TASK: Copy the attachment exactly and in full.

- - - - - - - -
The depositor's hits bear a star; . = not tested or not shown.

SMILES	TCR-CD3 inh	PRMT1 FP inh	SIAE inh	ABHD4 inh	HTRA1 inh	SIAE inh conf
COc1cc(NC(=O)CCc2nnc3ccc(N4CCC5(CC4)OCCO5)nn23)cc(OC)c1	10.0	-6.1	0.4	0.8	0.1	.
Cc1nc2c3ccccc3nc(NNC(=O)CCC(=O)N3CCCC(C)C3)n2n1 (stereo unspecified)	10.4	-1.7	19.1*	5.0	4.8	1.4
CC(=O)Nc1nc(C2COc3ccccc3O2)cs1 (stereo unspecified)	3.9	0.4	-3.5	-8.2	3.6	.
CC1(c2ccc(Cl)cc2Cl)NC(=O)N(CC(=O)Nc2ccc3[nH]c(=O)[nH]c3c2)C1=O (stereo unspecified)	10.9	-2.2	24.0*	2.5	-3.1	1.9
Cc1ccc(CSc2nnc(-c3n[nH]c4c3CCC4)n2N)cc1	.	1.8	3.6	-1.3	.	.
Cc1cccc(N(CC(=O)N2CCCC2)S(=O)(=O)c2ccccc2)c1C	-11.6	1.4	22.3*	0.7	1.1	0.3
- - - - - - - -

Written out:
The depositor's hits bear a star; . = not tested or not shown.

SMILES	TCR-CD3 inh	PRMT1 FP inh	SIAE inh	ABHD4 inh	HTRA1 inh	SIAE inh conf
COc1cc(NC(=O)CCc2nnc3ccc(N4CCC5(CC4)OCCO5)nn23)cc(OC)c1	10.0	-6.1	0.4	0.8	0.1	.
Cc1nc2c3ccccc3nc(NNC(=O)CCC(=O)N3CCCC(C)C3)n2n1 (stereo unspecified)	10.4	-1.7	19.1*	5.0	4.8	1.4
CC(=O)Nc1nc(C2COc3ccccc3O2)cs1 (stereo unspecified)	3.9	0.4	-3.5	-8.2	3.6	.
CC1(c2ccc(Cl)cc2Cl)NC(=O)N(CC(=O)Nc2ccc3[nH]c(=O)[nH]c3c2)C1=O (stereo unspecified)	10.9	-2.2	24.0*	2.5	-3.1	1.9
Cc1ccc(CSc2nnc(-c3n[nH]c4c3CCC4)n2N)cc1	.	1.8	3.6	-1.3	.	.
Cc1cccc(N(CC(=O)N2CCCC2)S(=O)(=O)c2ccccc2)c1C	-11.6	1.4	22.3*	0.7	1.1	0.3